Hayes says she "flounced" out of school following a poor showing in mock-exams; this led to a period of unemployment before a temporary job as a computer technician brought her into the world of IT. This led to a role in the IT department of a college where she would study technology and set up a help desk. On completing an informatics degree whilst raising children, Hayes went on to study but not complete (“I had competing high demands on my time and the studies came third after family and work”) a PhD in artificial intelligence (AI), long before it became the hot topic it is today. "In my first degree we did a lot around failure modelling and strategic management, so it was about understanding the business & solving business problems. As a mature student who was still working, it was easy for me to understand the context."
Having taken an unorthodox route into technology leadership, Hayes has continued to take on projects and roles outside of technology. "I think it's normal to do projects outside what I may be immediately qualified for. My advice is: don't say no straight away. If you get the reputation for never taking on something different, you'll never get the opportunity. Also, ask for those opportunities if you think you could do more," she advises peers.
This varied route to the top table of technology leadership has also demonstrated to Hayes the importance of having a diverse range of thoughts and experience to hand. "Diversity is hugely important to being a fair and good business," she says. At Experian, Hayes says the business has a high awareness of what debt does to people's lives and it incorporates that into how it creates digital solutions. "If the only people we get in a room are white, middle-class men, then we will have a limited level of perception. You get a much richer sense of the solution with a more varied set of lived experiences." She adds that the pandemic and the move to global remote working increased the awareness of the business about the working conditions of parts of the organization, for example in locations where colleagues regularly experience brownout power disruptions. Diversity to Hayes and a global organization like Experian is not only in the essential areas of race and gender but also about the uniqueness of nations it operates in. "It stops me from being part of that monoculture, and I learn so much working with people from Eastern Europe, North America, Central and South America, Malaysia, India, and China. I highly recommend it to everyone because you have to be open-minded and empathetic."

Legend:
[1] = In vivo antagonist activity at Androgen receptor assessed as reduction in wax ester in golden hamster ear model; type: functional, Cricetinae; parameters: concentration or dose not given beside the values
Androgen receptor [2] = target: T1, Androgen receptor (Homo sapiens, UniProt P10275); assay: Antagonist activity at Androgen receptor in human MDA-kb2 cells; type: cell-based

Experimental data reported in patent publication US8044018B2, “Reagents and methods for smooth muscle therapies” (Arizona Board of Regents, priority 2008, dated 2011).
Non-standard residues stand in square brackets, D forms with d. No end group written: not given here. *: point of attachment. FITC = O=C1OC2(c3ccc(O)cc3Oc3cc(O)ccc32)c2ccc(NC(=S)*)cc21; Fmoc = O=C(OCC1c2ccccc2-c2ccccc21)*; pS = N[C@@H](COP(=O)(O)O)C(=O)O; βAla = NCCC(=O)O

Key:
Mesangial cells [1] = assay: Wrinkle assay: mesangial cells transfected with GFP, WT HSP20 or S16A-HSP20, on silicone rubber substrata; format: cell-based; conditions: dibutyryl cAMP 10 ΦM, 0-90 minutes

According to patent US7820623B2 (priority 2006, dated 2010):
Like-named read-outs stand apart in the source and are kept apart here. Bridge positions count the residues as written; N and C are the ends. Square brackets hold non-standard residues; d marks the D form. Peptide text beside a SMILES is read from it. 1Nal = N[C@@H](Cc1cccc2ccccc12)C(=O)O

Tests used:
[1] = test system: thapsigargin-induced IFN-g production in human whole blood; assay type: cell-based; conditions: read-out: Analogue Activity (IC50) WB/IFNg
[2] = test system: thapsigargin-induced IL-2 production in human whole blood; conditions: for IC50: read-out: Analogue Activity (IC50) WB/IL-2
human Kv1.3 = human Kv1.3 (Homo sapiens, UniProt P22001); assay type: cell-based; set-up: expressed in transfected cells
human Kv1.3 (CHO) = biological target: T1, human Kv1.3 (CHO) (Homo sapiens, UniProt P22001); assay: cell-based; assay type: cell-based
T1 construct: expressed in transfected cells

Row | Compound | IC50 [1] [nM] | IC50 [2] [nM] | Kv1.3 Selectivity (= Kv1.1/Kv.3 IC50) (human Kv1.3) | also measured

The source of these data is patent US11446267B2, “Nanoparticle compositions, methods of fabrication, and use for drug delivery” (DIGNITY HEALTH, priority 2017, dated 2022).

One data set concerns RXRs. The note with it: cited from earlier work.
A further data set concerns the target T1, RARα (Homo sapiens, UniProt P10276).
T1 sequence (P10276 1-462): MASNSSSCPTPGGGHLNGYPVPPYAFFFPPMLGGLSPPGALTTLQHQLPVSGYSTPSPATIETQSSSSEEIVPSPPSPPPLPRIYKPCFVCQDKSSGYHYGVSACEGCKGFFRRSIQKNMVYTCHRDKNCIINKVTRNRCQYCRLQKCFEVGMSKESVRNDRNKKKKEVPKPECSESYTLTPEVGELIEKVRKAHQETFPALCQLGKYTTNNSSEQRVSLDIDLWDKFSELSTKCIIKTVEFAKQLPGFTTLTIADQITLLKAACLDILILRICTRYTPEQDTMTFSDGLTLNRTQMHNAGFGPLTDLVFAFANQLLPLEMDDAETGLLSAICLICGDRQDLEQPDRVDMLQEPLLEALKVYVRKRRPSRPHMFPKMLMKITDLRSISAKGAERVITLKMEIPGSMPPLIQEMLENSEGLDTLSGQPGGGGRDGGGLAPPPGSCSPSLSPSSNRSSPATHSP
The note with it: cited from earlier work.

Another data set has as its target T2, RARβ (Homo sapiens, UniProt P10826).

This skillset will be vital to technology leaders and their team members she says as more business becomes international. "Increasingly, organizations are reliant on global talent, and there are very few organizations that are not working with partners overseas, so you will have to have respect for people from different cultures." Experian also has a cohort of women technology leaders that it is developing to ensure the leadership always has access to strong gender diversity.
Like fellow Nutanix CXO Spotlight peer Rich Corbridge, Hayes has crossed from the public sector to the commercial world, and she also believes the perception of differences is not as stark as many believe. "The big difference is scale and complexity. In the public sector, the level of integration is significantly less."
Hayes continues to challenge herself, taking on creative writing whilst continuing to expand her business and technology leadership skills.